exponent e) will cause a change in the resulting ciphertext

if and only if the plaintext mis not identically 0 or 1.

With probability very close to one, therefore, the attacker will

be able to modify the ciphertext, thus causing an effective

interruption in communication. We show that the resistance of

McEliece cryptosystems to such an attack heavily depends on

the underlying code.

In particular, the very efﬁcient quasi-cyclic and quasi-dyadic

codes are not secure against this kind of attack, while the less

efﬁcient, original McEliece scheme based on Goppa codes is.

Although a similar study of the decryption algorithm for

code-based schemes is already in progress, this analysis is

considered out of the scope of the present paper.

Organisation

This paper is constructed as follows. Section 2 presents

as preliminaries the McEliece and Niederreiter PKC and

their new constructions (using quasi-cyclic alternant codes

and quasi-dyadic Goppa codes) which reduce the key size.

We describe the parameters for each of the three underlying

codes, including the classical Goppa code setting, in Section 3.

Section 4 provides further details about fault attacks. Section

5 outlines the security of the McEliece PKC against this kind

978-1-4244-6949-9/10/$26.00 ©2010 IEEE

KeyGen(1κ)(κis the security parameter)

1) Choose n,kand taccording to κ

2) Randomly pick a generator matrix G0of an [n, k, 2t+1]

binary Goppa code C

3) Randomly pick an n×npermutation matrix P

4) Randomly pick a k×kinvertible matrix S

5) Compute G=S×G0×P

6) Output pk := (G,t)and sk := (S,G0,P,γ),where γ

is a t-bounded decoding algorithm of C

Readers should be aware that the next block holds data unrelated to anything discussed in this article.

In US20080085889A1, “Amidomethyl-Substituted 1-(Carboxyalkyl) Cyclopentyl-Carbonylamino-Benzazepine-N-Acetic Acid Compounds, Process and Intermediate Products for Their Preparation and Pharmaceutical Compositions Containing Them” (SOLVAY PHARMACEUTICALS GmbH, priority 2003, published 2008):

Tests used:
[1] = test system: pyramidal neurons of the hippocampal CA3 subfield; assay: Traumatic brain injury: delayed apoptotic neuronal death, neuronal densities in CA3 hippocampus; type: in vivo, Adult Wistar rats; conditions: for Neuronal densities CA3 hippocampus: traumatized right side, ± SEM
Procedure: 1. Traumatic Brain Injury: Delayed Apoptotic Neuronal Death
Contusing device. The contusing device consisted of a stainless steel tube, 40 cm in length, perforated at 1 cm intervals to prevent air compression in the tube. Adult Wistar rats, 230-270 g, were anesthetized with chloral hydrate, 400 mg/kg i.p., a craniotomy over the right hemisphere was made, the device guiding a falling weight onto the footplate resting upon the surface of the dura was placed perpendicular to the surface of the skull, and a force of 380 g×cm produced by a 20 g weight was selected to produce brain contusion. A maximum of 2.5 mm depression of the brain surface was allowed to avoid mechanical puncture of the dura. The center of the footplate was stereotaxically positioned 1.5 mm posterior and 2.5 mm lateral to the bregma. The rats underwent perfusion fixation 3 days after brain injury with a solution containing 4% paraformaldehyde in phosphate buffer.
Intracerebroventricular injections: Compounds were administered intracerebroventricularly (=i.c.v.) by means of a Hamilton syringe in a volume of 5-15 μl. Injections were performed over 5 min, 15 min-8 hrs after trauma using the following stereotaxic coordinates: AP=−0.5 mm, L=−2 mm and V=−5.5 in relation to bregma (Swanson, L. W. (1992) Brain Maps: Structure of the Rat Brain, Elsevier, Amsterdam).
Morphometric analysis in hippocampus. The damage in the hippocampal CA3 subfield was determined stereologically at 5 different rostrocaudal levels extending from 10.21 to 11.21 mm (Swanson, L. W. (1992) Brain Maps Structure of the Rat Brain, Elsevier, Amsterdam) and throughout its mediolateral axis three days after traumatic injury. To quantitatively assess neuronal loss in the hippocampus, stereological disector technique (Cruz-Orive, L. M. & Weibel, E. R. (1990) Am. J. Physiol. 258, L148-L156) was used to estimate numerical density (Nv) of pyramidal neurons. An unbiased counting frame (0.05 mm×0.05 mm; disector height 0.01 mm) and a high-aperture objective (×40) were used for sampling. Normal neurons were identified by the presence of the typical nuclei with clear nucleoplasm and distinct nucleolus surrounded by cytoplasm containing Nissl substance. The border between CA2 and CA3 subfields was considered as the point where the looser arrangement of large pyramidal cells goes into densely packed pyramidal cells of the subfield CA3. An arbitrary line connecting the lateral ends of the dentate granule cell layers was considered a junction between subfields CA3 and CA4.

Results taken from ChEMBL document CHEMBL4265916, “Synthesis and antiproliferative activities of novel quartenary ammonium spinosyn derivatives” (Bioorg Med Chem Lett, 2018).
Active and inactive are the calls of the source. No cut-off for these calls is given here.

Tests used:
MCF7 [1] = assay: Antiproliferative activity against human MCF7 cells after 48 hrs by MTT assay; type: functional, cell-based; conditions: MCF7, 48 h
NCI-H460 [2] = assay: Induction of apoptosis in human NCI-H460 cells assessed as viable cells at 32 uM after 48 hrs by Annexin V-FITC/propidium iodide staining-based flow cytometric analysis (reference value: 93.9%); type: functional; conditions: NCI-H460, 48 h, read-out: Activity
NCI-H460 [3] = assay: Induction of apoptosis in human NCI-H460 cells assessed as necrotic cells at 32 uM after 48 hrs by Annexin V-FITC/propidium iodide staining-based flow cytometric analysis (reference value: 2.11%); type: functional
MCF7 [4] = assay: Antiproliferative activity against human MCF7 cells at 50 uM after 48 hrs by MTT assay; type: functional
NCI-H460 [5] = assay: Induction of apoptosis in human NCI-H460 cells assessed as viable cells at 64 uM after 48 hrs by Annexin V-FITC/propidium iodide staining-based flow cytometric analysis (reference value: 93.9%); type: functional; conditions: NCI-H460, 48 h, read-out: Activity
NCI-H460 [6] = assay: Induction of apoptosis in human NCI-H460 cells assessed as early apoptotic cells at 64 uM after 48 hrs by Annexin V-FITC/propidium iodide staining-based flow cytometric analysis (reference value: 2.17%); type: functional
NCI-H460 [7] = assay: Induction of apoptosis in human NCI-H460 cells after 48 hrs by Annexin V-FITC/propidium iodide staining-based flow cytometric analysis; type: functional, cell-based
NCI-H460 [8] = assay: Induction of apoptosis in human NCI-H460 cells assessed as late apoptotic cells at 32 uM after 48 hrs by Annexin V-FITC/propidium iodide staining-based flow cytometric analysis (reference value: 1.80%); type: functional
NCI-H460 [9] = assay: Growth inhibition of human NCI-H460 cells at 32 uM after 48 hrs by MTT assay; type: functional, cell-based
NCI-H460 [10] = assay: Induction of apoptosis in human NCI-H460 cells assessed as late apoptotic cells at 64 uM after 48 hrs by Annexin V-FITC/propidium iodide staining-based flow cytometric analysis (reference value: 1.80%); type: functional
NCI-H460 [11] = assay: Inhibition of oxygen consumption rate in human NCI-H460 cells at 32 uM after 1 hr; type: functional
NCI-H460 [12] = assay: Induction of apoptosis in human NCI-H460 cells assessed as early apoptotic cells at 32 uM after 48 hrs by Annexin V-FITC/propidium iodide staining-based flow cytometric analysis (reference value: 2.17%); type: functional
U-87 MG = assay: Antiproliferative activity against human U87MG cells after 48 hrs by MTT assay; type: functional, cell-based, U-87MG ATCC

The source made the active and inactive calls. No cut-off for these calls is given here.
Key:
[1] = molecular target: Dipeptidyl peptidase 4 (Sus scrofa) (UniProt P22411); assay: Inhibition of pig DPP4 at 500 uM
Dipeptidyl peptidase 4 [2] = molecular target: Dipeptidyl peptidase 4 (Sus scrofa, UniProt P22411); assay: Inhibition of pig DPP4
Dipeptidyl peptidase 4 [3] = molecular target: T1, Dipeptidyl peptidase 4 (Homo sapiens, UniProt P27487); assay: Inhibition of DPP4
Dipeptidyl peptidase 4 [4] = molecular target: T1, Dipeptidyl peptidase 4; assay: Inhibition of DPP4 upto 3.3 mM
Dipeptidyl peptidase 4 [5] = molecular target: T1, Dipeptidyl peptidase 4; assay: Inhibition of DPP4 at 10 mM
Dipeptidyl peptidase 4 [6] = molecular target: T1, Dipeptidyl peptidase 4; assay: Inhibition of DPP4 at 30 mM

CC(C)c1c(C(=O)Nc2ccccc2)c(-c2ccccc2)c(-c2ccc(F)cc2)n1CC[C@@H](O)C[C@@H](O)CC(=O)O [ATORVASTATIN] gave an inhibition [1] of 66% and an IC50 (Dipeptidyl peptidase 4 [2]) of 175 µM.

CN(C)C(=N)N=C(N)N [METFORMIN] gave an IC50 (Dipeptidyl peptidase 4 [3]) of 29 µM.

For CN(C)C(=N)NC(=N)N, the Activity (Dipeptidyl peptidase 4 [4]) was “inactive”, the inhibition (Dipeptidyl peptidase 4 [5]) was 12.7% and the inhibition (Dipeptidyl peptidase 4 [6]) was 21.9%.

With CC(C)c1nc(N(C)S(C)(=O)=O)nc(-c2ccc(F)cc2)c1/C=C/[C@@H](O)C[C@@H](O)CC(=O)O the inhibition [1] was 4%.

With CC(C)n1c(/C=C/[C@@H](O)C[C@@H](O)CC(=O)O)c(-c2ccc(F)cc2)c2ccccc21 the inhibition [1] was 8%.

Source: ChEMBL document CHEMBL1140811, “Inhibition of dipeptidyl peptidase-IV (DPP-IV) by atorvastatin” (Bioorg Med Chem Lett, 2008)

Fig. 1. Key generation algorithm of the McEliece cryptosystem

of attacks. Section 6 discusses the security of the Niederreiter

scheme in this context. Section 7 concludes the paper.

II. PRELIMINARIES

A. The McEliece PKC

The McEliece PKC [14] represents one of the oldest public-

key cryptosystem in use today. It is also the ﬁrst public-

key cryptosystem based on linear error-correcting codes. The

principle is to select a linear code of length nand dimension

kthat is able to efﬁciently correct terrors. The chosen code

must then be transformed into a random-looking code. A

description of the original code and the transformations can

serve as the private key, while a description of the modiﬁed

code serves as the public key. McEliece’s original proposal

bases the construction on a binary Goppa code, and uses

a generator matrix of this code, which is then randomised.

The encryption function encodes a message into a codeword

of the public-key code and adds an error vector of weight

t. The decryption function basically decodes the ciphertext

by recovering the secret code through the trapdoor which

consists of the transformations. Niederreiter [17] also proposed

a public-key cryptosystem based on linear codes in which the

public key is a parity-check matrix. It is proved in [13] that

these two systems are equivalent in terms of security.

The McEliece cryptosystem [14] uses error-correcting codes

that have an efﬁcient decoding algorithm in order to build

trapdoor one-way functions.

The parameters of McEliece’s original construction are

[2m,2m−mt, ≥2t+1] where mand tare non-negative

integers. Additionally, a binary Goppa code can be decoded

by an efﬁcient t-bounded decoding algorithm. The principle

of the McEliece cryptosystem is to randomly pick a code C

among the family of binary Goppa codes. The private key is

the Goppa polynomial of C. The public key will be a generator

matrix that is obtained from the private key and by two random

linear transformations: the scrambling transformation S, which

sends the secret matrix Gto another generator matrix, and a

permutation transformation which reorders the columns of this

resulting matrix.

Figures 1 and 2 outline the key generation, encryption, and